Juan González has been a professional journalist for more than 40 years and was a staff columnist at the New York Daily News from 1987 to 2016. He is a two-time recipient of the George Polk Award for commentary (1998 and 2010) and was inducted into the Deadline Club’s New York Journalism Hall of Fame in 2015. A professor of Journalism and Media Studies at Rutgers University from 2017 to 2023, he is currently a Senior Fellow at the Great Cities Institute of the University of Illinois-Chicago.
González is one of the founders and a past president of the National Association of Hispanic Journalists, and a member of NAHJ’s Hall of Fame. During his term as NAHJ president, González created the Parity Project, an innovative program that created partnerships between local communities and media organizations to improve coverage of the Latino community and to recruit and retain more Hispanic journalists. He also spearheaded a movement among U.S. journalists to join other citizen groups in opposing the Federal Communications Commission’s deregulation of media ownership restrictions.
A founding member of the Young Lords Party in the 1970s and of the National Congress for Puerto Rican Rights in the 1980s, González has twice been named by Hispanic Business Magazine as one of the country’s most influential Hispanics and has received Lifetime Achievement Awards from the Hispanic Heritage Foundation, the National Council of La Raza, and the National Puerto Rican Coalition.
He is the author of five books, including: the classic Harvest of Empire: A History of Latinos in America (2000, second edition 2011, third edition 2022), which has been required reading in hundreds of college courses for decades and even spawned an award-winning documentary film narrated by González; News for All the People: The Epic Story of Race and the American Media,” (2012) co-authored with Joseph Torres, which was a New York Times best-seller and finalist for the Robert F. Kennedy Book Award; and Fallout: The Environmental Consequences of the World Trade Center Collapse (2002), which chronicles his work as the first reporter to uncover health hazards at Ground Zero after the September 11, 2001 attacks, and the subsequent as cover-ups of the dangers by the Environmental Protection Agency and other government officials. His latest book, Reclaiming Gotham: Bill de Blasio and the Movement to End America’s Tale of Two Cities, explores the rise of a new generation of progressive municipal leaders and offers valuable lessons for those seeking grassroots reform.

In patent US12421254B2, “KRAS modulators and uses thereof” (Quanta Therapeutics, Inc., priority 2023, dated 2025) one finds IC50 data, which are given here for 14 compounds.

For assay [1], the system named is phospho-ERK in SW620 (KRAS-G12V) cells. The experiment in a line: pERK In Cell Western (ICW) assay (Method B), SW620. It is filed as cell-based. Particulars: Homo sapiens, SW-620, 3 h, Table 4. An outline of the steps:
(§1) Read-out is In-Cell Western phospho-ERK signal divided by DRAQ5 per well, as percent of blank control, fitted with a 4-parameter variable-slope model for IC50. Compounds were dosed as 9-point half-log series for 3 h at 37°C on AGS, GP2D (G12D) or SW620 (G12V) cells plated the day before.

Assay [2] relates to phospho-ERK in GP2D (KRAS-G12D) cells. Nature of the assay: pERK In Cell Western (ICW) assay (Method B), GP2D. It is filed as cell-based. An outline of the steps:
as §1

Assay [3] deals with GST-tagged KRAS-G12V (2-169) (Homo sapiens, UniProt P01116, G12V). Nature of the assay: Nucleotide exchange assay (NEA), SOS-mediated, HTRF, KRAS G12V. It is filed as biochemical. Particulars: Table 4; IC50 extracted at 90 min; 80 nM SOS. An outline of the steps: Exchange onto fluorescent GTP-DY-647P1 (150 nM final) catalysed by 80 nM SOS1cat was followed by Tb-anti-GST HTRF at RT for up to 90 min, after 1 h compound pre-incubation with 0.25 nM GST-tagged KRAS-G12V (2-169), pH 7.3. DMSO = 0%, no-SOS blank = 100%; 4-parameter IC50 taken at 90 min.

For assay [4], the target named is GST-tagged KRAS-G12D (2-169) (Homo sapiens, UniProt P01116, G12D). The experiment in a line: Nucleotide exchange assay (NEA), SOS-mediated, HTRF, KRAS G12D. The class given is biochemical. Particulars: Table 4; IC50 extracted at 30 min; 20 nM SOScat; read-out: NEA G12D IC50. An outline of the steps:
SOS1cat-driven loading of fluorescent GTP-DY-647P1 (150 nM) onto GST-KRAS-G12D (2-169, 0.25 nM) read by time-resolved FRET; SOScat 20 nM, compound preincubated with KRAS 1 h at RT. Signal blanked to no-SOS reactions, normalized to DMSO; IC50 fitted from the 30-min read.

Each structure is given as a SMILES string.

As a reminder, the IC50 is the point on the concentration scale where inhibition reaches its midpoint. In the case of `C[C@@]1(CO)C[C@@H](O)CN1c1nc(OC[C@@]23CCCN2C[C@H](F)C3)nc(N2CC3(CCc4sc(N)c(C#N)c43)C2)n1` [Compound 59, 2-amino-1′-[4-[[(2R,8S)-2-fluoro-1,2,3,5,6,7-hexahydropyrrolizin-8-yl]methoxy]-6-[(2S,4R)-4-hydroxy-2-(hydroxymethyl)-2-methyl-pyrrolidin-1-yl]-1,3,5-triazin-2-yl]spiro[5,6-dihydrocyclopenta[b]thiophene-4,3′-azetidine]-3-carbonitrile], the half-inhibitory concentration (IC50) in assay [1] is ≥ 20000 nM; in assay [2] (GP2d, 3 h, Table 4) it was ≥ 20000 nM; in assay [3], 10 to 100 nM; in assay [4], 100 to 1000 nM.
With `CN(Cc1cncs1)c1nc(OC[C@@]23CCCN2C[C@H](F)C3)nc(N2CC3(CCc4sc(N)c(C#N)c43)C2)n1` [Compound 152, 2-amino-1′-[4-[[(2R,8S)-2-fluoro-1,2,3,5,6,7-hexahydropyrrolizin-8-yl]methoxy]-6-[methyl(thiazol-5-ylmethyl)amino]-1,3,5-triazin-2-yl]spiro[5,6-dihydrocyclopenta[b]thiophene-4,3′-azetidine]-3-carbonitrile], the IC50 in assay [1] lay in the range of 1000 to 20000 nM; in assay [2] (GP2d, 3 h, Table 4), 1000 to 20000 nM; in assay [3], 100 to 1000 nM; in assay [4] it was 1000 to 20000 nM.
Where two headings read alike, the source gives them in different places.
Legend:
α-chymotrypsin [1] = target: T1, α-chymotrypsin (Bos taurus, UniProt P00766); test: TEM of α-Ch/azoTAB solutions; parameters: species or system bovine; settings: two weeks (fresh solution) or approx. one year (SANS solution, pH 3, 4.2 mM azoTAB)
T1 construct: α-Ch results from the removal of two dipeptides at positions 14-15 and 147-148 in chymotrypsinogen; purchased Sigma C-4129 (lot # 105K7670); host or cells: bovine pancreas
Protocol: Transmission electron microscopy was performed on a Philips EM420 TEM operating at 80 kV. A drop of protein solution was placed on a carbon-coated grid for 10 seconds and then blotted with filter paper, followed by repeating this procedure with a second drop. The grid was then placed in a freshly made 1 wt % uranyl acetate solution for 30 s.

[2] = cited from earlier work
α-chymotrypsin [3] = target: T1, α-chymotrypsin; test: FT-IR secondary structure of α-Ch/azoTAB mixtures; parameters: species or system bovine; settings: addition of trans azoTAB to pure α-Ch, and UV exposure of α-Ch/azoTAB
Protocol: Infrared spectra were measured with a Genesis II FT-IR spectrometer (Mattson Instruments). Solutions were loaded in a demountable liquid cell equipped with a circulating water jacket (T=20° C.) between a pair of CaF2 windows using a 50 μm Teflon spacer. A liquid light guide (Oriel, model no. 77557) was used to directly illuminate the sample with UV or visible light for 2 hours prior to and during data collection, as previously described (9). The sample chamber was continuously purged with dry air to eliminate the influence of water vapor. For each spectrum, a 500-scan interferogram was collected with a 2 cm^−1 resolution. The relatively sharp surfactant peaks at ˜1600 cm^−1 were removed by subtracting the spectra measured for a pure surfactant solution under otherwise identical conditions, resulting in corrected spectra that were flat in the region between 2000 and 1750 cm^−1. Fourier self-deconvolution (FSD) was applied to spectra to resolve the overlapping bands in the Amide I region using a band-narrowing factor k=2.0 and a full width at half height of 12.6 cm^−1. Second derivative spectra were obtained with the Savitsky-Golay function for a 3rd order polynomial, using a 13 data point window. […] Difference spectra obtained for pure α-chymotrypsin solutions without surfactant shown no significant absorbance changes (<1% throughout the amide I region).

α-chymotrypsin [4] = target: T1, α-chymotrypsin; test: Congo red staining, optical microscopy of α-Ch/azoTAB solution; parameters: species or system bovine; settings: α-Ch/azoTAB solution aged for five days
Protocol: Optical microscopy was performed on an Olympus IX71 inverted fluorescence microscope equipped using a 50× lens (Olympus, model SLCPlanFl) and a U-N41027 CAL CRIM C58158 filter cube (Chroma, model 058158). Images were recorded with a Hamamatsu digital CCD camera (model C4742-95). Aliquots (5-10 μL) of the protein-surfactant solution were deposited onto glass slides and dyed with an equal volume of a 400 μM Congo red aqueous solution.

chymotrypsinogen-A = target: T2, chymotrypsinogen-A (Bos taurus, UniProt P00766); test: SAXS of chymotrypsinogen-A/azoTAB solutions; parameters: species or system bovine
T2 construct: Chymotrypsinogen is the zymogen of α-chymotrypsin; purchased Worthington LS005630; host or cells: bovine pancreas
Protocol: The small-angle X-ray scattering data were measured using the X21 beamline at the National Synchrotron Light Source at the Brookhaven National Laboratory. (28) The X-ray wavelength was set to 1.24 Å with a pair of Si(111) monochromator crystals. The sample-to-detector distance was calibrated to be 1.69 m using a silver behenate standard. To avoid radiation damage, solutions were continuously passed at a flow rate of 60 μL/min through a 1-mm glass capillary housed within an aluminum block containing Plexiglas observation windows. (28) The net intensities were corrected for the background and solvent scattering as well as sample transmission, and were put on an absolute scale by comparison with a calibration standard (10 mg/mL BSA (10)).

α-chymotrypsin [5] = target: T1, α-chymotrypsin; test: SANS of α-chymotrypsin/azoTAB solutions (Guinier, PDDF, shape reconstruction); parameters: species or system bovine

Over the years, more than two dozen feature films and documentaries have featured González as a figure or expert commentator, including: the landmark PBS series Latino Americans (2013); the PBS documentary 9/11’s Unsettled Dust (2021); Takeover (2021), on the occupation by the Young Lords of a South Bronx hospital to protest poor health services; the CNN series 1968: The Year that Changed America, (2018); the Media Education Foundation’s Latinos Beyond Reel: Challenging a Media Stereotype (2012); the Ric Burns history of Latino New York, Nueva York (2010); the PBS biography Roberto Clemente (2008); Spike-TV’s Viva Baseball (2005).